Hope Solo denied record as USWNT defeats Switzerland in friendly

Hope Solo denied record as United States women's national team defeats Switzerland in friendly

Though she failed to claim Briana Scurry's record, Hope Solo helped Team USA defeat Switzerland 4-1 on Wednesday night.  

Patrick Smith

CARY, N.C. --

When an international game against a stodgy opponent is won 4-1, levelling reasonable criticism at a team isn’t easy. But following their friendly victory over Switzerland by that score on Wednesday night, the United States women’s national team found plenty to nitpick in their own performance.

The end-game, after all, isn’t the fairly meaningless contests such as these, it’s World Cup qualifying in October, and then the Women’s World Cup itself in Canada next summer. That means affairs such as these aren’t resume builders so much as teachable moments, and the truth of the matter is the score flattered the Americans. They had set out to control the ball, set the pace of the game and deploy a more expansive attack. Those intentions weren’t delivered on and they admitted as much.

“We talked about our build-up, we’ll definitely work on that,” said head coach Jill Ellis following the game. “We’ve got to get more out of our outside backs going forward. We have to get a little bit more connection centrally [in midfield] between our three.”

Veteran central midfielder Carli Lloyd added that on the other side of the ball, the team was too slow in transitioning back to defense after turnovers. “Having that mindset of getting into our defensive shape quicker, [we have to be] a little bit more diligent with that,” she said. “As long as we’re compact we won’t give teams a lot of time and space to play.”

There is, in short, plenty of room for growth yet, even if the USA are undefeated in Ellis’s five games in charge since she took over from her dismissed predecessor Tom Sermanni in early April. Ellis has big ambitions to revamp the Americans’ playing style. For years, they got by on brawn and direct play, capitalizing on the superior ability of a long line of a world class strikers.

The women’s game has evolved though, as was in ample evidence at the last World Cup. It seems pretty plain now that if the USA are to end a 16-year drought next summer and finally win a third title, they will have to adjust to the times. A different skillset and outlook is needed than before, and the Americans need to learn to control possession in what promises to be a more technical and tactically sophisticated World Cup than ever before.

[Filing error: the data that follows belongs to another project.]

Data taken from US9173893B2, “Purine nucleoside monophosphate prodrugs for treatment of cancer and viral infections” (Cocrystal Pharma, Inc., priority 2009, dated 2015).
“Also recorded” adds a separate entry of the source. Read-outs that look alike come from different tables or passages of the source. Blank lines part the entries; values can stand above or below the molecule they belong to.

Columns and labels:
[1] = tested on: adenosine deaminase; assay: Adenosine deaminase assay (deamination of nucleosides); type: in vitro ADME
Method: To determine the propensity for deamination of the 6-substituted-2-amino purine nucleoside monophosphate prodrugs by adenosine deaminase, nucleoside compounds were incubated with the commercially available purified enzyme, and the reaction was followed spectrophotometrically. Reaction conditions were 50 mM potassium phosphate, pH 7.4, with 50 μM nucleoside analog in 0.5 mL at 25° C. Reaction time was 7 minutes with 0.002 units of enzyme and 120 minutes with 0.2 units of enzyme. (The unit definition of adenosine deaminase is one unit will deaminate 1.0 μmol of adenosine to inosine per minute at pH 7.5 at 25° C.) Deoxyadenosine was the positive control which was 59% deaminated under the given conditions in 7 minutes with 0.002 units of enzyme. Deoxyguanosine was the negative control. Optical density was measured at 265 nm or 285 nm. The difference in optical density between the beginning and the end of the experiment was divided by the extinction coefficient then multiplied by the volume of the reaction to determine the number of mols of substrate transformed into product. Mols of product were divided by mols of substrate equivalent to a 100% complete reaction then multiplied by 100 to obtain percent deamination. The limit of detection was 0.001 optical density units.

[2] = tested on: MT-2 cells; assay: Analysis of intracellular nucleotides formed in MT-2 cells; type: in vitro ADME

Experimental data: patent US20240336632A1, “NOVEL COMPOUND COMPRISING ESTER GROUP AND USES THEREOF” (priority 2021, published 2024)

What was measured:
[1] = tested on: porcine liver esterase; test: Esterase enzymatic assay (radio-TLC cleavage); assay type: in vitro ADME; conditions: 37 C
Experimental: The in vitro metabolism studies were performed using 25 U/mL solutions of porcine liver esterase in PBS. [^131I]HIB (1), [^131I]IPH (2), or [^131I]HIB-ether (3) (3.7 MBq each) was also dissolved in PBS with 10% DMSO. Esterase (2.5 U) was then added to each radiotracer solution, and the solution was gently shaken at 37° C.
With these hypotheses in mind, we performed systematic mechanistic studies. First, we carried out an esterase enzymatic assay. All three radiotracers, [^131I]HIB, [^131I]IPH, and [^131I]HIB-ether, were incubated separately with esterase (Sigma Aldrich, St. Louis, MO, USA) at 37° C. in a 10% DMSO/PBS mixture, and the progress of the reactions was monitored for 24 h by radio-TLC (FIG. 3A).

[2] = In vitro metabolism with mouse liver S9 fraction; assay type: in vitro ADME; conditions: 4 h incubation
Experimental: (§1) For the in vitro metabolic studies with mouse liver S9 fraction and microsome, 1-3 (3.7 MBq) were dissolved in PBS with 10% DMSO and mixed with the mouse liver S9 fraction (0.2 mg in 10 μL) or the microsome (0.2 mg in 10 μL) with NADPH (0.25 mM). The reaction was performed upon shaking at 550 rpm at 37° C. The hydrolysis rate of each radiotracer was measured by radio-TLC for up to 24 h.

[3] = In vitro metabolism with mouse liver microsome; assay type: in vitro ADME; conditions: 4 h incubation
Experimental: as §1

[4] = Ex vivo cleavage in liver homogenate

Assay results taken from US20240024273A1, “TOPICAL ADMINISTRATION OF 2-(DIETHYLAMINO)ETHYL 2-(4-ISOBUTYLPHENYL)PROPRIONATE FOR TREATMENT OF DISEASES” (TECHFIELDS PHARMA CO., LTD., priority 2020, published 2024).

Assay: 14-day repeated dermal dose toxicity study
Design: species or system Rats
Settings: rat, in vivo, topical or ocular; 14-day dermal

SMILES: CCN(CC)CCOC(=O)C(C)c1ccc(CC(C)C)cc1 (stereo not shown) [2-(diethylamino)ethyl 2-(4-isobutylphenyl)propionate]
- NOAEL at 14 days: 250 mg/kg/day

To that end, Ellis would like Lauren Holiday to dictate the flow of the game from deep in the midfield; for Lloyd to ferry between the two penalty areas; and for Megan Rapinoe to migrate centrally from the left wing to run at defenses and send final passes to the strikers. In other words, she wants three central ball-handlers to seize control of games.

This represents a significant tactical evolution for a team whose playing style went unchanged for years and years. It’s a work in progress. “I think we need to get better at keeping the ball higher up the field and break teams down like that,” said Rapinoe. “We need to dictate games more and take care of the ball better. We need to be a bit more tidy.”

Implementing this change, which the Americans believe to be all-important to their World Cup hopes, has been tricky. Change takes time, and there has been unusually little of that. Since the Algarve Cup in early March, the USA has been together for just 25 days. In recent years, before the National Women’s Soccer League was started as the third attempt at a professional domestic league, the team would have been together for at least two weeks out of every month. Ellis has been in charge for just one extended camp of less than two weeks surrounding the pair of friendlies against France in June.

There were just two days of practice before the Americans took on Switzerland, hardly enough time to get every player healthy and reacquainted. That took a toll. “In some moments in the France games we were really good in the way we combined and found a little tempo,” said forward Christen Press. “I think today we got away from that a little. I felt personally that we were a little too frantic at times and weren’t able to control the pace until really deep into the second half.”

It didn’t help that the players are in the home stretch of the NWSL season, with the playoffs coming up. “We’ve come from really vigorous NWSL schedules and to be able to be a possession-oriented team you’ve got to run more than the other team and always get open,” Press said. “I felt my legs heavy; I think a lot of the players did. I hope that if we’re super fresh we’re going to be able to find those angles and combine and make our jobs easier.”

The USA will have two more weeks together in September, wedged around a pair of games with Mexico, before they set off on their qualifying campaign in early October. If they are to make good on their towering ambitions over the next year, they had better use them wisely.  

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